OBERLIN — David Gibson says he hasn’t been able to pay himself since the shoplifting incident last year prompted Oberlin College to stop buying from the eponymously named bakery.
When asked if the bakery could continue to maintain its same hours, Gibson said he’s not sure.
“We’ve got a lot of decisions to make and we’re going to have to see how this goes,” Gibson said. “I can tell you that I haven’t taken a paycheck since this has happened. I’ve been working on just trying to keep the business alive.”
Gibson sued the college this week, asking for more than $200,000 in damages and accusing the college and its vice president, Meredith Raimondo, of libel and slander and interfering with the bakery’s business contracts.
The lawsuit reignites a rift between the bakery and the college that began last year when a student tried to buy alcohol with a fake ID while also concealing two bottles of wine under his shirt from Allyn Gibson, David Gibson’s son.
The incident became racially charged because Allyn Gibson is white while the student and two others also charged in the incident are black. All three students pleaded guilty in August to misdemeanor charges and read statements into the record acknowledging that Allyn Gibson was within his right to detain the shoplifter and that his actions were not racially motivated.
By that time, however, the damage had been done, Gibson said.
According to the lawsuit, flyers advising students and residents not to shop at Gibson’s were handed out during protests in front of the bakery and pinned to announcement boards in college buildings.
Ethlyn Kennedy shows her support outside Gibson’s Bakery. A group called Totally Engaged Americans of Lorain County gathered at the Oberlin business Wednesday morning. BRUCE BISHOP / CHRONICLE
On Wednesday, a group called Totally Engaged Americans of Lorain County gathered at the business in support. Some held signs saying “Oberlin College Supported Criminals” and “I support Gibson’s.”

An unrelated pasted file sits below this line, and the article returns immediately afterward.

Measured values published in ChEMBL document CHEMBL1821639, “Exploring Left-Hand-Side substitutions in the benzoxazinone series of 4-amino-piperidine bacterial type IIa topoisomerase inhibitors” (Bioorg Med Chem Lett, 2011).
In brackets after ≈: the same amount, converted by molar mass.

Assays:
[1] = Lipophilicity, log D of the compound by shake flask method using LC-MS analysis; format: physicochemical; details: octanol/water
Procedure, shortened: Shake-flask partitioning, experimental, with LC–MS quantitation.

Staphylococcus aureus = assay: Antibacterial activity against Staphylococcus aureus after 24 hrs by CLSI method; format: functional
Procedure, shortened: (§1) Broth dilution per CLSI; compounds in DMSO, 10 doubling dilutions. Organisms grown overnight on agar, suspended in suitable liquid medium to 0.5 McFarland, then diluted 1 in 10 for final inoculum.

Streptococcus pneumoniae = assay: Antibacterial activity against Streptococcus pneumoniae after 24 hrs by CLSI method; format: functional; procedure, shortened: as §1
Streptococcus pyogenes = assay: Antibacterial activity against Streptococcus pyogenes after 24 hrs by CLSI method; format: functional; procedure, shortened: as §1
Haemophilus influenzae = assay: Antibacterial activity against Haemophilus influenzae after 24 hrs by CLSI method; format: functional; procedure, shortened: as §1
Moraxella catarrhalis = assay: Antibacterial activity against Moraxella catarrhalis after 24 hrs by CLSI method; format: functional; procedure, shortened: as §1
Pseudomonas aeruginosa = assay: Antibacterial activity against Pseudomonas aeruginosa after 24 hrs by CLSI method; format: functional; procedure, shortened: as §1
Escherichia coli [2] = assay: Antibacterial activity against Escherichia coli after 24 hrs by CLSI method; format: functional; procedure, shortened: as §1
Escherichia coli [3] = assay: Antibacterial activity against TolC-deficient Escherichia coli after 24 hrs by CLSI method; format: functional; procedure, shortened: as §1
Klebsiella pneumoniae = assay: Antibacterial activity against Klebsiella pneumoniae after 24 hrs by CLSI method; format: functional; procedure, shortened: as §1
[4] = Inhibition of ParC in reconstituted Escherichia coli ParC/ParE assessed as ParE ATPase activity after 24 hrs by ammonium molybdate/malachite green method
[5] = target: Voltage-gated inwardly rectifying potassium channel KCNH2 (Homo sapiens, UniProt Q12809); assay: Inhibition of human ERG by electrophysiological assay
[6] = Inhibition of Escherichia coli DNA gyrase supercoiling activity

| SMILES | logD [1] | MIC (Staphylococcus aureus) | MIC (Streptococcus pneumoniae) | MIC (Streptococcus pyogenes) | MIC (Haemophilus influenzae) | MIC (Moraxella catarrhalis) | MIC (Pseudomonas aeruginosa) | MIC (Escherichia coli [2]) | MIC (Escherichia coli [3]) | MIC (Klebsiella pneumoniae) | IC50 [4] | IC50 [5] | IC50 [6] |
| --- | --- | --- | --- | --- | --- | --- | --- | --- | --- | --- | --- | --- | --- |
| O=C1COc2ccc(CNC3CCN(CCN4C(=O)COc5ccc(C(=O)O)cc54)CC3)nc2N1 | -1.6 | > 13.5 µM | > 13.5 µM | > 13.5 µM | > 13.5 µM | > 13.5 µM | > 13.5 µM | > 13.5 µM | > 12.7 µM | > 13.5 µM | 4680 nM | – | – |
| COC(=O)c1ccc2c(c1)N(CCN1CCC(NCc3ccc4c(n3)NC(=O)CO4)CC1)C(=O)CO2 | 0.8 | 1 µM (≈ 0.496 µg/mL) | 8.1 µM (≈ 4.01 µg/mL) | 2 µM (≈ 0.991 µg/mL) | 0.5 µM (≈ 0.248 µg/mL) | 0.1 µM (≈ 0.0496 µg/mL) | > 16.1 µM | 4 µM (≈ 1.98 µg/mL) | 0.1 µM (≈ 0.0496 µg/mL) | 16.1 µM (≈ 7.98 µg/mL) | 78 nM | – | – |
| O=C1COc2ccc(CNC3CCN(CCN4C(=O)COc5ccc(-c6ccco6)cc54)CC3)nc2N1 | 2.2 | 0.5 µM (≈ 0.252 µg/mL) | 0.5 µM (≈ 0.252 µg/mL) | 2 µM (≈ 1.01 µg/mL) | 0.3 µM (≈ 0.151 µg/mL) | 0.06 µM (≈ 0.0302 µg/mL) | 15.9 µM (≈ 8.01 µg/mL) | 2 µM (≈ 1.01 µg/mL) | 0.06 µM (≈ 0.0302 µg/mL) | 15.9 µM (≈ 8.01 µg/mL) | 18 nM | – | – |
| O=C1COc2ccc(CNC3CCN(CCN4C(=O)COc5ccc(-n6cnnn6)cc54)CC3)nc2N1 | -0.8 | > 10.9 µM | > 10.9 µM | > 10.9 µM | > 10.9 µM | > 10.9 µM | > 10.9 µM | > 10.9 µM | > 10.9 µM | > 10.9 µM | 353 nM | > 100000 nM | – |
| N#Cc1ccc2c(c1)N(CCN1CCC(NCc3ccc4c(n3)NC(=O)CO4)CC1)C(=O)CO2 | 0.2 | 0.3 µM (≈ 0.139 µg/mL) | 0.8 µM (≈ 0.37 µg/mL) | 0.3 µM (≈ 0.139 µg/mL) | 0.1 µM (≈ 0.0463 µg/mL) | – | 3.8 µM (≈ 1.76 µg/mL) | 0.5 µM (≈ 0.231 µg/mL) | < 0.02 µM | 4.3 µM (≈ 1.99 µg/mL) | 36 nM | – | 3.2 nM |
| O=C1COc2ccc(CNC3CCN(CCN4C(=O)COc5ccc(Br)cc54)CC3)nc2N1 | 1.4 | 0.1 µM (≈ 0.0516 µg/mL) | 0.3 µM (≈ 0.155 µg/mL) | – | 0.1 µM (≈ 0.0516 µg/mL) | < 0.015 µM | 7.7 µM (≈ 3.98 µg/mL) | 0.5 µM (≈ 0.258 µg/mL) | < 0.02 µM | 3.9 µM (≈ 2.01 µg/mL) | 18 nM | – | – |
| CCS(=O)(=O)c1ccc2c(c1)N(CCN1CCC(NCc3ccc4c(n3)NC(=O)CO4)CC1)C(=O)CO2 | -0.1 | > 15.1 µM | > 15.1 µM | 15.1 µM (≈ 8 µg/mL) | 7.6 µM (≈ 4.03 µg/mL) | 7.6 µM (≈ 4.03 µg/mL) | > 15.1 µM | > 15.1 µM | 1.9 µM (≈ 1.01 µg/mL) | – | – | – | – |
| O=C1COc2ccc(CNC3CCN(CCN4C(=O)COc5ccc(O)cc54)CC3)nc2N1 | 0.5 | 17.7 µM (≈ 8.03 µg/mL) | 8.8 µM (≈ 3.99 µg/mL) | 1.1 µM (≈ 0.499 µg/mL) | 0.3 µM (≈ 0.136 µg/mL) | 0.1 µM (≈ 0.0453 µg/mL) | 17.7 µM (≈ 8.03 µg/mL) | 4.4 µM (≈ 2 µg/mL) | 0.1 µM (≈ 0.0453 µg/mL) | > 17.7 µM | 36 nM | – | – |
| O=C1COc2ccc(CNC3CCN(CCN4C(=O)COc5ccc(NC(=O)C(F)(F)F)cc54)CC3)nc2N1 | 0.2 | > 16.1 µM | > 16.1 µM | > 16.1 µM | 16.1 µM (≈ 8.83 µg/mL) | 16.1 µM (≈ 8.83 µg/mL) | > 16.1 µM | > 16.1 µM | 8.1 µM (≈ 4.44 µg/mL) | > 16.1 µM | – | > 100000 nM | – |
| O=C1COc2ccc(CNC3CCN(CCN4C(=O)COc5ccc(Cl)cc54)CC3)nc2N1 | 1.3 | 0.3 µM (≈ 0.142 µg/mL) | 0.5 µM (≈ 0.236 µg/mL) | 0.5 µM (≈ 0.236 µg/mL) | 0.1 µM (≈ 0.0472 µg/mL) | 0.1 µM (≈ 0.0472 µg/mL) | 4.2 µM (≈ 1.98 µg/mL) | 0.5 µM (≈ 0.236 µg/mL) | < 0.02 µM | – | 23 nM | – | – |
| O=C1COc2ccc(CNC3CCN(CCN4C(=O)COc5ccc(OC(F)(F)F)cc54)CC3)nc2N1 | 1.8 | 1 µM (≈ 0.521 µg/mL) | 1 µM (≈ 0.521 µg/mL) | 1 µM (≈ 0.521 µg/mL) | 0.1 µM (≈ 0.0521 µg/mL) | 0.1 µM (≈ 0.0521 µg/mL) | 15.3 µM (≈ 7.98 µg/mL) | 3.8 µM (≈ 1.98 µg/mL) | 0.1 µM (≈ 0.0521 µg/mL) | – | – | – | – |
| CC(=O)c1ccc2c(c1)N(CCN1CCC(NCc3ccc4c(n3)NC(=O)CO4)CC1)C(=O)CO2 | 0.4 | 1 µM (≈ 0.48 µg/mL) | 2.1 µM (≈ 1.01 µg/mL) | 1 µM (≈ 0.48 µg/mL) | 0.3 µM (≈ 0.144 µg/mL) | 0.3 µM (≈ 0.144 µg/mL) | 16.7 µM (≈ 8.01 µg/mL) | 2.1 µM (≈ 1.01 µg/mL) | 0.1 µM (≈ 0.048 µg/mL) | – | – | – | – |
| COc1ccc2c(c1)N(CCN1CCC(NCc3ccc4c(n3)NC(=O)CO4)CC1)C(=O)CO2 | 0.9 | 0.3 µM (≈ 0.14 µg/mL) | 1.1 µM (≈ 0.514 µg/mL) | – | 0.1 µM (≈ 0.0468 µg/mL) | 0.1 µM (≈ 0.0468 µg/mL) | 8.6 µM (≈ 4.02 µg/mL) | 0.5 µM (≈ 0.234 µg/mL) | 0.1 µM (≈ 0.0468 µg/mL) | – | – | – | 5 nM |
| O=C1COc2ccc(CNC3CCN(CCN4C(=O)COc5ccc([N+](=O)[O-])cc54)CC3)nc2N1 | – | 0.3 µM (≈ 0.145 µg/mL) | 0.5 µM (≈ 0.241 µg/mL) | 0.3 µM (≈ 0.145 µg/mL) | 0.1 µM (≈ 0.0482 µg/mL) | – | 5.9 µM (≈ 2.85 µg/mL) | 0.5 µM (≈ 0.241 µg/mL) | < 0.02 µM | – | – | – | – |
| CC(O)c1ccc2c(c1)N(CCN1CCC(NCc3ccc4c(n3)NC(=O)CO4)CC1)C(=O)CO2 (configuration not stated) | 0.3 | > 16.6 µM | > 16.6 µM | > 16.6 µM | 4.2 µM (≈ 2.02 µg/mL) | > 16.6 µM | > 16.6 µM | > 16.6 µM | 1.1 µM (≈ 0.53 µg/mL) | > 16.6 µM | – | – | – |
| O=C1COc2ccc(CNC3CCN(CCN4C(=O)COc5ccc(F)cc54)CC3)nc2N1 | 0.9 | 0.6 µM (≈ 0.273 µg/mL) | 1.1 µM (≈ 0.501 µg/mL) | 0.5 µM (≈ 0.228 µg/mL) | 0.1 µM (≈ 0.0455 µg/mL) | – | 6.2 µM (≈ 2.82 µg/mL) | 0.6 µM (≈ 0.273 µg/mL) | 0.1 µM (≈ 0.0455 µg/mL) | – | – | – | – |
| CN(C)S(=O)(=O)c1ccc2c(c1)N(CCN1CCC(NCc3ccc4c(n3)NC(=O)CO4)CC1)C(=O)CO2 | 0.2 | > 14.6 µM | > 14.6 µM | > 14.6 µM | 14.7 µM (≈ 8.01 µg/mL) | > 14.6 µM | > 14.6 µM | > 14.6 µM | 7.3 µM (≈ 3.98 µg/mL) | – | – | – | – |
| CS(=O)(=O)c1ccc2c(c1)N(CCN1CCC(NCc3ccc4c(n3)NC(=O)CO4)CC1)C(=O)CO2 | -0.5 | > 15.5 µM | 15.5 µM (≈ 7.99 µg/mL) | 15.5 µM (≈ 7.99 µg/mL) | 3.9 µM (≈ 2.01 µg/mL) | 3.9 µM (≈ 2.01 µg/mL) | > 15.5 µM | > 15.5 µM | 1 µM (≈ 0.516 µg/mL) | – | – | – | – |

“We’re here to support Gibson’s bakery … because it seems like Oberlin College is not interested in supporting Gibson’s,” said Kirsten Penton Hill, the director of Totally Engaged Americans.
“From the articles it seems like Oberlin College is being a bully and are suggesting Gibson’s report thieves to them before they report them to the Police Department. Well how is Gibson’s going to determine who’s a college student and who’s not?”
Don Killinger, a Lorain resident and a member of the group, said it was his first time at Gibson’s. He said he came to support the bakery’s effort to stay open.
“They have a right to stand for what is right and not allow shoplifting to occur in their store,” Killinger said.
David Gibson said any support helps, but losing the college’s business has been a severe blow.
“I’ve always been proud of Oberlin, my community, and we’ve worked our lives — my father and myself — to try to make Oberlin a good place to live and to do business,” David Gibson said. “Has it been stressful? It’s extremely stressful on my family and my employees.”
The number of employees “is down considerably” David Gibson said, and the bakery is making significantly fewer products.
David Gibson would not comment as to whether other businesses surrounding the bakery are affected.
“It just got to the point where we didn’t feel like we’d gotten our name back and that we just didn’t want to have us as individuals and our business and the community afraid to live and work here,” David Gibson said.
“We just do our best to be positive. I would hope eventually we could get through this and bring the community together. It’s been a very difficult time.”
Contact Jodi Weinberger at 329-7245 or email@example.com.
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